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machines which I have made, am making, or intend to make, and some other stuff. If you find this site interesting, please leave a comment.

Tag: ironwood

More Naval Cannon

Some temporary bolts inserted until I get around to making the permanent brass fixtures.  And the quoin and bed finished.  And the wheel halves joined with brass pins.

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The quoin is the wedge which is used to set the elevation of the barrel.  It has a dovetail connection to the bed underneath.    The brass pins which connect the wheel halves are also seen here.

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The dovetail groove was smaller than any commercially available router cutter.  That top opening is only 3mm (1/8″) across.  After considering options I elected to cut the bed in half and then machine a 60 degree groove into each half, then superglue the halves together.   The tongue in the quoin was similarly machined, but in one piece.   That handle hole in the quoin is not centered, despite careful positioning.  The wood grain must have pushed the drill bit laterally.  I will use an end mill to get a bigger, centered hole and glue in a patch.

 

The barrel is 300mm-12″ long.  It has straight sections, a taper section and several curved sections.  Plus several types of bands called astrogals.  It would be ideally suited to turning on a CNC lathe, but is much too long for my Boxford.  So I am asking around, to locate a larger CNC lathe for hire/loan.  If all else fails I will use my manual lathe, but I expect that the finish would be better on a CNC.

I will drill the bore first, and after considering the options, will use the Jerry Howell recommended method, which is to use a D-bit.

24 Pounder Naval Cannon

A half day in the workshop today, and the naval cannon carriage is taking shape.

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The pieces at this stage, just push together.  A few more bits of ironwood to be machined, then for the fun time… machining the cannon barrel.

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Ironwood cannon carriage, sitting on an ironwood kitchen table.  SWMBO is impressed! “it is looking interesting!”  Wait until she sees the brass bling.

DESERT IRONWOOD

Some decades ago I made a table for our kitchen.  (cannot find  photo just now, will add one later)

I bought the wood from a wood recycler.  He removed trees from Melbourne suburban gardens, then cut them into slabs and air dried them.

I recall that I paid about $AUD 1000 for the 6-8 planks.  They were about 40mm thick and 300mm wide and about 2.5m long.  They were so heavy that I could barely lift them.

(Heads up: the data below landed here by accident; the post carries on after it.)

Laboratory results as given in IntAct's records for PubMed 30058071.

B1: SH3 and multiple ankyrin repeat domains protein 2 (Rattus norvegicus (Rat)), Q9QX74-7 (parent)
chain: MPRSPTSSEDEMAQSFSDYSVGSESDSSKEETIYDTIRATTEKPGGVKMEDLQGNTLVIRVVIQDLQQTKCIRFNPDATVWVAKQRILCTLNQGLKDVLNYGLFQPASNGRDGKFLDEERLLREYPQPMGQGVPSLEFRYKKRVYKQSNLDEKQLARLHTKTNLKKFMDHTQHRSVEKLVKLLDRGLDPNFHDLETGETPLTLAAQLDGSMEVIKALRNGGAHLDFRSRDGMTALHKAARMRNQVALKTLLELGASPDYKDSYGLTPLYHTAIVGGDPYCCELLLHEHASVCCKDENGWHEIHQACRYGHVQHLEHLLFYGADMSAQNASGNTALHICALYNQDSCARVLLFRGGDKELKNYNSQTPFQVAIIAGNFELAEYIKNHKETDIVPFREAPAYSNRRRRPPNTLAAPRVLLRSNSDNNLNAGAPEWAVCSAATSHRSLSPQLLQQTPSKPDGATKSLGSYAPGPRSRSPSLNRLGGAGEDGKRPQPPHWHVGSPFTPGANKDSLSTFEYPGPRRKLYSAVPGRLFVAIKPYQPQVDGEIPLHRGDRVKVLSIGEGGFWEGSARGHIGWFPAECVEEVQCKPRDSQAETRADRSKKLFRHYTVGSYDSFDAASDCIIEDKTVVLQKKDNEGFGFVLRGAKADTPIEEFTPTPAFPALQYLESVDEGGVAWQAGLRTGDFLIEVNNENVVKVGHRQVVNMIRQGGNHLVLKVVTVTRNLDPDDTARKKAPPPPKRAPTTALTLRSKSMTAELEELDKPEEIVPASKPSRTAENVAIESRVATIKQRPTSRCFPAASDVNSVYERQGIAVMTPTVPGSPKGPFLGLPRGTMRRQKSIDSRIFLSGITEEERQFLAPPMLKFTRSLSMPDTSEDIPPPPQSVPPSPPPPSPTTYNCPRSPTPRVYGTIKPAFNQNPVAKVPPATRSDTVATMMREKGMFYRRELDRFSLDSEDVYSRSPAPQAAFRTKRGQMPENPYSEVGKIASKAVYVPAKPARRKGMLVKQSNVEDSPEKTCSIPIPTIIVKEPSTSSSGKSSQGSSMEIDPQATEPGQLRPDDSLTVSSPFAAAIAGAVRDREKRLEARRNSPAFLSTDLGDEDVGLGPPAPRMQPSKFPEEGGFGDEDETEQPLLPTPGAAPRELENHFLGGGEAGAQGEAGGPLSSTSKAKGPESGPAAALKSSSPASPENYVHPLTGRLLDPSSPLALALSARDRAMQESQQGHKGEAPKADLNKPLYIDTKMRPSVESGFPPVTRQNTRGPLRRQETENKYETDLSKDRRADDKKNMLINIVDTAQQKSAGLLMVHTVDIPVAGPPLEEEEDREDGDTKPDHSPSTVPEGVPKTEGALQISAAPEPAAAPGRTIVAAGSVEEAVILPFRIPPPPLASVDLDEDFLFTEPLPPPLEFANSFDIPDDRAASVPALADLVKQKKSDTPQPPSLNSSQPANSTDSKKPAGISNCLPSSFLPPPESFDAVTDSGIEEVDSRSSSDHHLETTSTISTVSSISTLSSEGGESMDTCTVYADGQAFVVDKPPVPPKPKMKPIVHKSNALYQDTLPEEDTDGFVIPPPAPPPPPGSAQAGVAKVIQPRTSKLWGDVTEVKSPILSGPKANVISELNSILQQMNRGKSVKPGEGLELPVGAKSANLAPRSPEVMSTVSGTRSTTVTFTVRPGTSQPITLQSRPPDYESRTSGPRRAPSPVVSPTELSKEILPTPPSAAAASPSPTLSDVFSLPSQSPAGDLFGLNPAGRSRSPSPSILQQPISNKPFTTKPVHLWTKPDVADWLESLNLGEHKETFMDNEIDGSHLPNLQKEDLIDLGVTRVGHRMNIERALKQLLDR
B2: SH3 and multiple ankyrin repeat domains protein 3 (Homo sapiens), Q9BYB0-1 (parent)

I have since learned that they weigh 1.1 to 1.4 tonnes per cubic metre, which is at the high limit of wood densities.

The tree must have been 400mm diameter, because some slabs still had the bark attached to both sides.

The wood has a beautiful dark brown colour, with almost white sapwood solidly attached. It is unbelievably hard, and I struggled to machine it with my thicknesser/buzzer.  Also, it was the most reactive wood I have ever worked.  When planed or thicknessed it would bend and react totally unpredictably.   My 40-45mm thick planks ended up 25-28mm thick and even then they were not totally flat.

But SWMBO liked the table, and it still is the main meal table in out house.  One of my daughters requested a similar table, which I made from Gippsland Blue gum, another spectacular dense hard Australian wood.

The ironwood has survived kids dancing on it, steam engine demonstrations, being used as a work bench, not to mention many meals with never a table cloth.   And the wood itself is unmarked!  The polish has disappeared in places, but the wood itself seems impervious to damage.

To get to the point of this post, I am currently making a 1779, 24 pounder, 1:10 scale naval cannon.  Jerry Howell design.  About 300mm (one foot) long.

When I was looking in my shed I considered various woods for the carriage-base.  I considered some black walnut, which was recommended, but it seemed a bit light in weight and colour.  I considered some Australian redgum, which polishes beautifully, and is dense and tough, but it is a bit too red.  Some African Odum looked possible, but the figuring is a bit plain.  Then I found some ironwood offcuts from the table job, and the decision was made.  Ironwood it is.

So here are the initial photos of the carriage parts.  They were machined on my metalworking mill, using HSS cutters.   I CNC’d where possible.

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Ironwood after conventional thicknessing.  Tearouts are a problem.

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Ironwood after surfacing with a 1″ endmill.  Here I am CNCing the profile of the carriage.  3000rpm, 500mm/minute.

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After milling, I am tempted to just oil the surface.  The edges are sharp, like milled metal.

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CNCing the wheels.

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A little deburring or with wood is it called defuzzing? required

Watch this space for progress on the cannon.

There are some technical challenges, including deep boring 14mm diameter 275mm deep, making a tiny dovetail in the ironwood,  and turning the barrel from 50mm diameter brass.

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